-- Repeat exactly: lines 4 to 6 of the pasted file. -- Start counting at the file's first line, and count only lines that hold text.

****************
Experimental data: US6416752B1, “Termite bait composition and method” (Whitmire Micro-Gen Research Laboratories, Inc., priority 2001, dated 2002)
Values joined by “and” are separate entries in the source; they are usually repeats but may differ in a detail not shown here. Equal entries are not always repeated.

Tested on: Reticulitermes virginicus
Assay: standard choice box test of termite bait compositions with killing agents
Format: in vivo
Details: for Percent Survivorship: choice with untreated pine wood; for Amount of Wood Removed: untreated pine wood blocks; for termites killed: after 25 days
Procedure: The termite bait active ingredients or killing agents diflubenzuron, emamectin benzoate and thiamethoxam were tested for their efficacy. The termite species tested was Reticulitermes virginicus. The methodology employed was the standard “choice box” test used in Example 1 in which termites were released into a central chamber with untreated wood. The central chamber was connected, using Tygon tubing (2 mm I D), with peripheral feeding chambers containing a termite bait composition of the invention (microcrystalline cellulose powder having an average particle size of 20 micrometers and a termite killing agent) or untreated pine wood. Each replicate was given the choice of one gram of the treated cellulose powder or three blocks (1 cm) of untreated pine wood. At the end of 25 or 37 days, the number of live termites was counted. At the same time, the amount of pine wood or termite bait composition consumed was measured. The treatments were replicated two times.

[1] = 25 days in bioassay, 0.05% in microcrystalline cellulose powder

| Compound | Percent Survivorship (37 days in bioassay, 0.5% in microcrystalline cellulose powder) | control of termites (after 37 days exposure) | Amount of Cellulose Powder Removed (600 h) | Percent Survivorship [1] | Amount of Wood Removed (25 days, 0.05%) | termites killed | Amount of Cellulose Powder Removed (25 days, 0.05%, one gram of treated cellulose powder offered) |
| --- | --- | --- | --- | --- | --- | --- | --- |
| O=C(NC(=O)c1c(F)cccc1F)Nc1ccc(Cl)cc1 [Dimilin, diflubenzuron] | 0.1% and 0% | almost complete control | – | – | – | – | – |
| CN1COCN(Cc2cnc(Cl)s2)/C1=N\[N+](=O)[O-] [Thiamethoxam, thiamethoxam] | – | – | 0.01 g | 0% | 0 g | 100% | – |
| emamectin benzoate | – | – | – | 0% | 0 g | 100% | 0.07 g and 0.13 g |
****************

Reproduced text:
Assay: standard choice box test of termite bait compositions with killing agents
Format: in vivo
Details: for Percent Survivorship: choice with untreated pine wood; for Amount of Wood Removed: untreated pine wood blocks; for termites killed: after 25 days